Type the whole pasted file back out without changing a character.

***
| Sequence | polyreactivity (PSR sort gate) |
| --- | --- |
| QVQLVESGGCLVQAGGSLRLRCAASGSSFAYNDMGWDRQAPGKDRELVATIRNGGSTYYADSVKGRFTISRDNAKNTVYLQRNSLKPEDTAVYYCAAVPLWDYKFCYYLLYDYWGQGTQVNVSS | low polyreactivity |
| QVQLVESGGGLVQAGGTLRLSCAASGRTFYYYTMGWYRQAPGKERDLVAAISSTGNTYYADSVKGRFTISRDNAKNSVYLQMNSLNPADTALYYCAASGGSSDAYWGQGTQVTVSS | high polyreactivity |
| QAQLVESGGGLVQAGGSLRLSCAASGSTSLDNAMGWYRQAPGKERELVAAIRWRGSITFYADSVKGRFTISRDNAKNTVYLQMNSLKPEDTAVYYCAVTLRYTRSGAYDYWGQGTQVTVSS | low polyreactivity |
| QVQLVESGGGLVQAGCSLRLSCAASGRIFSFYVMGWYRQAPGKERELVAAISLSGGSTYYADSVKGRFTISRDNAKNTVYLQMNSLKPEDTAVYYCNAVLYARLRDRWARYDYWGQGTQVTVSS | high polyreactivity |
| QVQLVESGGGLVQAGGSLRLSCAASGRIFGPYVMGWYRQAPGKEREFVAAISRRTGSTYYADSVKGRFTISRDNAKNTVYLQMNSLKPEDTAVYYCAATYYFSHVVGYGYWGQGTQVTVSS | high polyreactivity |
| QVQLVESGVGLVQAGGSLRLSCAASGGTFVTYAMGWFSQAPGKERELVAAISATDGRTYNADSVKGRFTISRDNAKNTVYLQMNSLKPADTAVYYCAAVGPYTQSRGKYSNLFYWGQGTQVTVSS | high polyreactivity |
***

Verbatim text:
| Sequence | polyreactivity (PSR sort gate) |
| --- | --- |
| QVQLVESGGCLVQAGGSLRLRCAASGSSFAYNDMGWDRQAPGKDRELVATIRNGGSTYYADSVKGRFTISRDNAKNTVYLQRNSLKPEDTAVYYCAAVPLWDYKFCYYLLYDYWGQGTQVNVSS | low polyreactivity |
| QVQLVESGGGLVQAGGTLRLSCAASGRTFYYYTMGWYRQAPGKERDLVAAISSTGNTYYADSVKGRFTISRDNAKNSVYLQMNSLNPADTALYYCAASGGSSDAYWGQGTQVTVSS | high polyreactivity |
| QAQLVESGGGLVQAGGSLRLSCAASGSTSLDNAMGWYRQAPGKERELVAAIRWRGSITFYADSVKGRFTISRDNAKNTVYLQMNSLKPEDTAVYYCAVTLRYTRSGAYDYWGQGTQVTVSS | low polyreactivity |
| QVQLVESGGGLVQAGCSLRLSCAASGRIFSFYVMGWYRQAPGKERELVAAISLSGGSTYYADSVKGRFTISRDNAKNTVYLQMNSLKPEDTAVYYCNAVLYARLRDRWARYDYWGQGTQVTVSS | high polyreactivity |
| QVQLVESGGGLVQAGGSLRLSCAASGRIFGPYVMGWYRQAPGKEREFVAAISRRTGSTYYADSVKGRFTISRDNAKNTVYLQMNSLKPEDTAVYYCAATYYFSHVVGYGYWGQGTQVTVSS | high polyreactivity |
| QVQLVESGVGLVQAGGSLRLSCAASGGTFVTYAMGWFSQAPGKERELVAAISATDGRTYNADSVKGRFTISRDNAKNTVYLQMNSLKPADTAVYYCAAVGPYTQSRGKYSNLFYWGQGTQVTVSS | high polyreactivity |